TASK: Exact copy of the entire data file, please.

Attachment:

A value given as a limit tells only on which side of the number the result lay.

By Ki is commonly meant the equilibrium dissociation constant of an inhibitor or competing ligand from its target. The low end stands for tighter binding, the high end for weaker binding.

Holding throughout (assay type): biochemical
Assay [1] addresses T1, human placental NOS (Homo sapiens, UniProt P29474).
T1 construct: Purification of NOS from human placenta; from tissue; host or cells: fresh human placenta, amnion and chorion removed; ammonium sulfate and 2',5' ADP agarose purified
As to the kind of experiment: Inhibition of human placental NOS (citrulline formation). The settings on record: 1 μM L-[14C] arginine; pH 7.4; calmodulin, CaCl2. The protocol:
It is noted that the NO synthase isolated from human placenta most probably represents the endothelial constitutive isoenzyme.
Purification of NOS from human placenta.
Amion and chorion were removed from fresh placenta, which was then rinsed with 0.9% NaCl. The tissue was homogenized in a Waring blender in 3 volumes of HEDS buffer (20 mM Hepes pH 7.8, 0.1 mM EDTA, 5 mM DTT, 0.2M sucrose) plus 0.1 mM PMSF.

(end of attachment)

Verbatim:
A value given as a limit tells only on which side of the number the result lay.

By Ki is commonly meant the equilibrium dissociation constant of an inhibitor or competing ligand from its target. The low end stands for tighter binding, the high end for weaker binding.

Holding throughout (assay type): biochemical
Assay [1] addresses T1, human placental NOS (Homo sapiens, UniProt P29474).
T1 construct: Purification of NOS from human placenta; from tissue; host or cells: fresh human placenta, amnion and chorion removed; ammonium sulfate and 2',5' ADP agarose purified
As to the kind of experiment: Inhibition of human placental NOS (citrulline formation). The settings on record: 1 μM L-[14C] arginine; pH 7.4; calmodulin, CaCl2. The protocol:
It is noted that the NO synthase isolated from human placenta most probably represents the endothelial constitutive isoenzyme.
Purification of NOS from human placenta.
Amion and chorion were removed from fresh placenta, which was then rinsed with 0.9% NaCl. The tissue was homogenized in a Waring blender in 3 volumes of HEDS buffer (20 mM Hepes pH 7.8, 0.1 mM EDTA, 5 mM DTT, 0.2M sucrose) plus 0.1 mM PMSF.